Fred Biletnikoff. He is a man who did impressive things during his pro career. Thought of as one of the best receivers in his era, Biletnikoff was a stud pass catcher in a land and time of run first, ask questions later. That is the closest thing to innovation we’ll find in the circa 1960’s-1970’s NFL. We all know that the NFL is ever evolving so enter in the “Pistol” offense.
Now I don’t have a problem with being innovative. Being able to act and react to changes in all sports is what makes them enjoyable to a fan base. It also doesn’t hurt when you, as a coach, upset the apple cart a bit in order to win (Jim Harbaugh), and it works. That my friends is a win/win for everyone. All of that said, how should we interpret the latest “great thing” to come along like the pistol offense? The formation involves three receivers, and a halfback. The death of the prototypical fullback in professional football helps this formation make sense to the lay person. So it works right? Given the personnel it works, right??
So far so good, but it’s still early. Watching Colin Kaepernick run it to a tee (he ran it at the University of Nevada where it was popularized by Chris Ault) made everyone sit up and open their eyes. Can Kaepernick do it again? Can he run all over defenses and execute the read option well enough to get his team to the Super Bowl for a second straight season? Time will tell and that is a discussion for a different day. Remember this however, there are only a handful of “Kaepernick’s” out there. It works for him because he had been doing for a long time and defensive coordinators couldn’t scramble quickly enough to stop it.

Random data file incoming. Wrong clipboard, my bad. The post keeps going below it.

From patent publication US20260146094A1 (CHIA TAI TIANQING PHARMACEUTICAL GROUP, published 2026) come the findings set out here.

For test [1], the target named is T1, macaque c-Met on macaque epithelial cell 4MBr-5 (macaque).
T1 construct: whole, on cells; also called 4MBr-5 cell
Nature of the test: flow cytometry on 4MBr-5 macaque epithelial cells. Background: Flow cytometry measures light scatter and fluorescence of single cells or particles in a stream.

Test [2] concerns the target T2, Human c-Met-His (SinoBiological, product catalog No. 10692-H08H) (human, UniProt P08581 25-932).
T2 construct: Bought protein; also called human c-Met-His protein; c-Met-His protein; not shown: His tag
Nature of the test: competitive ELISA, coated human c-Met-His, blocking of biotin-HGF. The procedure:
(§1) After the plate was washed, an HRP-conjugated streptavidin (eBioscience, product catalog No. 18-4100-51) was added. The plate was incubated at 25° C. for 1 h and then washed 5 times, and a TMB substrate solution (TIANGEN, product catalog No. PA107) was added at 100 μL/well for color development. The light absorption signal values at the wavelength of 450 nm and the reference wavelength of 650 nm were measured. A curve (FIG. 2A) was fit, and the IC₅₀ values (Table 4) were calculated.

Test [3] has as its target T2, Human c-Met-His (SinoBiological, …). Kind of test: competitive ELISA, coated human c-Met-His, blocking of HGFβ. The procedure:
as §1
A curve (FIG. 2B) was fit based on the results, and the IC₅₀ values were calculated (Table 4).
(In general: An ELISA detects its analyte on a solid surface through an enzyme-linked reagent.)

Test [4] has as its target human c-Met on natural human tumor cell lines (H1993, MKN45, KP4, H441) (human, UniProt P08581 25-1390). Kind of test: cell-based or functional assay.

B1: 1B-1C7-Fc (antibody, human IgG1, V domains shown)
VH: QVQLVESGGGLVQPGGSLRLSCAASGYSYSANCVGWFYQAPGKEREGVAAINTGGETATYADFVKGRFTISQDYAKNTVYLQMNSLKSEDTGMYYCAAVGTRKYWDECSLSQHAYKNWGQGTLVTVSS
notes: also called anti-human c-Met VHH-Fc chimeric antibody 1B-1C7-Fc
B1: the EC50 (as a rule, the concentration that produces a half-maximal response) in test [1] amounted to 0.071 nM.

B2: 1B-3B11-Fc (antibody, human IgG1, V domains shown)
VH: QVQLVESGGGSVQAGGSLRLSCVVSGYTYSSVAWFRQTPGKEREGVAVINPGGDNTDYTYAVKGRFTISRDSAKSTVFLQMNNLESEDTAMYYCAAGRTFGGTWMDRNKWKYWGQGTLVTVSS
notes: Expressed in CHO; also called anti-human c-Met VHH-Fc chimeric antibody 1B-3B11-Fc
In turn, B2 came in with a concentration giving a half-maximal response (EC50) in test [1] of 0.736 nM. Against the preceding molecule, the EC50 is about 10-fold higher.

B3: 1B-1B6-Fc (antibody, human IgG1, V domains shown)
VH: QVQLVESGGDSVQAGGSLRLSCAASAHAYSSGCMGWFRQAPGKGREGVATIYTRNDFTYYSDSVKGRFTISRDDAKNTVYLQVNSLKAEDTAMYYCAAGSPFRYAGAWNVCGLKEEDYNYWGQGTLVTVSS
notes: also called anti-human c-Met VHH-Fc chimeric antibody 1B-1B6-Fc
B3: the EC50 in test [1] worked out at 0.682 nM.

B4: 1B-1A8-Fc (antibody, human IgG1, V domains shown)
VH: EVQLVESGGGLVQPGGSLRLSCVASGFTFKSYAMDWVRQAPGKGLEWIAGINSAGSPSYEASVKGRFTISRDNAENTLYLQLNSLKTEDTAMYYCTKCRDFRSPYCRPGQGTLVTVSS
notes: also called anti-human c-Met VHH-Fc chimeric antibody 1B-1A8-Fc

Ah ah! There it is! When something is fresh, it’s difficult to stop. (See rookie pitcher phenom goes 17-3 with a couple hundred strikeouts then gets lit up the next season). To add another aspect to this copycat league, I laughed my ass off when I heard that Peyton Manning and the Broncos were running a pistol formation in practice. I don’t claim to be a pistol or read option expert, but I do know that the pistol is enhanced exponentially by employing the read option effectively. Peyton Manning doing this? Not likely. The Broncos can line up in the pistol all they want, just don’t call it the pistol. On Peyton Manning’s team, it should be referred to as the “short shotgun” or even the “sawed-off”. I like Peyton, but he isn’t running the pistol offense. Nor should he.
The death of the prototypical fullback in professional football helps this formation make sense to the lay person. So it works right? Given the personnel it works, right??
What I’m trying to get at here is that I love new and creative ways to coach, play, analyze, and watch football. The pistol is just one small aspect of that. I say that in its form now, which is about at toddler stage in my eyes, it’s still a fad. Let’s put it this way, it’s no west coast offense. I’m not saying it won’t stick around for a while, but it will be limited at best. Does anyone really think that Colt McCoy or Scott Tolzien would be able to pick up where Kap left off if he was to leave a game with an injury? Not a chance. And hell, Brock Osweiler has a better chance at being successful at it if Peyton was ejected for throwing punches at linebackers who keep telling him that his brother is better than him because he has more rings.
The Pistol is still a fad. I’m rooting for it, I really am. I’d be ok if the wishbone was to make a comeback. I would simply like to see every commentator, armchair quarterback, and jersey color fanatic take it down a peg or two on the whole thing that’s all. When the pistol truly arrives as a svelte adolescent looking to pop someone in the mouth, then get over excited. The fans in San Francisco are the only ones excused from this because it was so effective for them and their team last season. If you still can’t get on board with my way of thinking, please just go and try to find the “wildcat” somewhere. I personally think it’s buried in Tim Tebow’s backyard shed in an airtight rubber bin with a tripwire surrounding it.